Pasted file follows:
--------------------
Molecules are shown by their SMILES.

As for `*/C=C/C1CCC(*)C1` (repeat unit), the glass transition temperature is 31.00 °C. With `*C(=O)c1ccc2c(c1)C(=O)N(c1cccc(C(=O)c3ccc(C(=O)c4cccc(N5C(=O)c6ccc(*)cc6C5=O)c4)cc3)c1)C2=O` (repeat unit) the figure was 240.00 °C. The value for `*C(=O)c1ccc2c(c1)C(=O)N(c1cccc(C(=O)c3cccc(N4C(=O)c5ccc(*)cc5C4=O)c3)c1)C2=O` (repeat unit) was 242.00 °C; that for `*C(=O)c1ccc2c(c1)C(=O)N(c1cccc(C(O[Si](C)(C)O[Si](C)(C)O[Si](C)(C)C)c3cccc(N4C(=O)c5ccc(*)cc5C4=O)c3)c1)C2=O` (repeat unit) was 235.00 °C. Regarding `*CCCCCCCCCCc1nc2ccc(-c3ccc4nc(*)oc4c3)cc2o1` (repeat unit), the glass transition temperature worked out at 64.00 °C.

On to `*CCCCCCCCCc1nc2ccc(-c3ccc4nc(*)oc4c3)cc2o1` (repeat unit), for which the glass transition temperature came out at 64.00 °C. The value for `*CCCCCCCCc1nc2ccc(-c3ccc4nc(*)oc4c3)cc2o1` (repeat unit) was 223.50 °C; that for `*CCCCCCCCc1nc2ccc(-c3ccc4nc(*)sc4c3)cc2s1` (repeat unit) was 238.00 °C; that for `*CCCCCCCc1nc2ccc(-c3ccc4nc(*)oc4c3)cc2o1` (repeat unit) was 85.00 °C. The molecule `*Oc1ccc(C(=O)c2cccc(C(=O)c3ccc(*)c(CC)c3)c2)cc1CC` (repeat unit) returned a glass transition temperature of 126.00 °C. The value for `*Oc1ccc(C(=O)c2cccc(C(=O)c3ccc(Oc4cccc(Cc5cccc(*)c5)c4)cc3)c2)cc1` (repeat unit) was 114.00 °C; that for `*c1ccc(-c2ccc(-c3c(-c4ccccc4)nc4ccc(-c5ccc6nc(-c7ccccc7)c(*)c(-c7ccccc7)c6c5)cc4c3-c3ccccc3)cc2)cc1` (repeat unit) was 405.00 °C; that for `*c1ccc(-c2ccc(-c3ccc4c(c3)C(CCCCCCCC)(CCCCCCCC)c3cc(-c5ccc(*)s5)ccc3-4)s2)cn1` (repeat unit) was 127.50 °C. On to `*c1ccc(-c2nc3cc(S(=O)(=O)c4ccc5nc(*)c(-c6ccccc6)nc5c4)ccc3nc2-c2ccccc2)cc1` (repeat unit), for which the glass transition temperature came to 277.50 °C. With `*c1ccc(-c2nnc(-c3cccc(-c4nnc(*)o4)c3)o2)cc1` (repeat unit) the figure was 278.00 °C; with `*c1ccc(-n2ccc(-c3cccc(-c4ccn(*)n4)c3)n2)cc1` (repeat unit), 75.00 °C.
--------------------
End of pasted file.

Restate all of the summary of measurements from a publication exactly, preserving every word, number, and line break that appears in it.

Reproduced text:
Molecules are shown by their SMILES.

As for `*/C=C/C1CCC(*)C1` (repeat unit), the glass transition temperature is 31.00 °C. With `*C(=O)c1ccc2c(c1)C(=O)N(c1cccc(C(=O)c3ccc(C(=O)c4cccc(N5C(=O)c6ccc(*)cc6C5=O)c4)cc3)c1)C2=O` (repeat unit) the figure was 240.00 °C. The value for `*C(=O)c1ccc2c(c1)C(=O)N(c1cccc(C(=O)c3cccc(N4C(=O)c5ccc(*)cc5C4=O)c3)c1)C2=O` (repeat unit) was 242.00 °C; that for `*C(=O)c1ccc2c(c1)C(=O)N(c1cccc(C(O[Si](C)(C)O[Si](C)(C)O[Si](C)(C)C)c3cccc(N4C(=O)c5ccc(*)cc5C4=O)c3)c1)C2=O` (repeat unit) was 235.00 °C. Regarding `*CCCCCCCCCCc1nc2ccc(-c3ccc4nc(*)oc4c3)cc2o1` (repeat unit), the glass transition temperature worked out at 64.00 °C.

On to `*CCCCCCCCCc1nc2ccc(-c3ccc4nc(*)oc4c3)cc2o1` (repeat unit), for which the glass transition temperature came out at 64.00 °C. The value for `*CCCCCCCCc1nc2ccc(-c3ccc4nc(*)oc4c3)cc2o1` (repeat unit) was 223.50 °C; that for `*CCCCCCCCc1nc2ccc(-c3ccc4nc(*)sc4c3)cc2s1` (repeat unit) was 238.00 °C; that for `*CCCCCCCc1nc2ccc(-c3ccc4nc(*)oc4c3)cc2o1` (repeat unit) was 85.00 °C. The molecule `*Oc1ccc(C(=O)c2cccc(C(=O)c3ccc(*)c(CC)c3)c2)cc1CC` (repeat unit) returned a glass transition temperature of 126.00 °C. The value for `*Oc1ccc(C(=O)c2cccc(C(=O)c3ccc(Oc4cccc(Cc5cccc(*)c5)c4)cc3)c2)cc1` (repeat unit) was 114.00 °C; that for `*c1ccc(-c2ccc(-c3c(-c4ccccc4)nc4ccc(-c5ccc6nc(-c7ccccc7)c(*)c(-c7ccccc7)c6c5)cc4c3-c3ccccc3)cc2)cc1` (repeat unit) was 405.00 °C; that for `*c1ccc(-c2ccc(-c3ccc4c(c3)C(CCCCCCCC)(CCCCCCCC)c3cc(-c5ccc(*)s5)ccc3-4)s2)cn1` (repeat unit) was 127.50 °C. On to `*c1ccc(-c2nc3cc(S(=O)(=O)c4ccc5nc(*)c(-c6ccccc6)nc5c4)ccc3nc2-c2ccccc2)cc1` (repeat unit), for which the glass transition temperature came to 277.50 °C. With `*c1ccc(-c2nnc(-c3cccc(-c4nnc(*)o4)c3)o2)cc1` (repeat unit) the figure was 278.00 °C; with `*c1ccc(-n2ccc(-c3cccc(-c4ccn(*)n4)c3)n2)cc1` (repeat unit), 75.00 °C.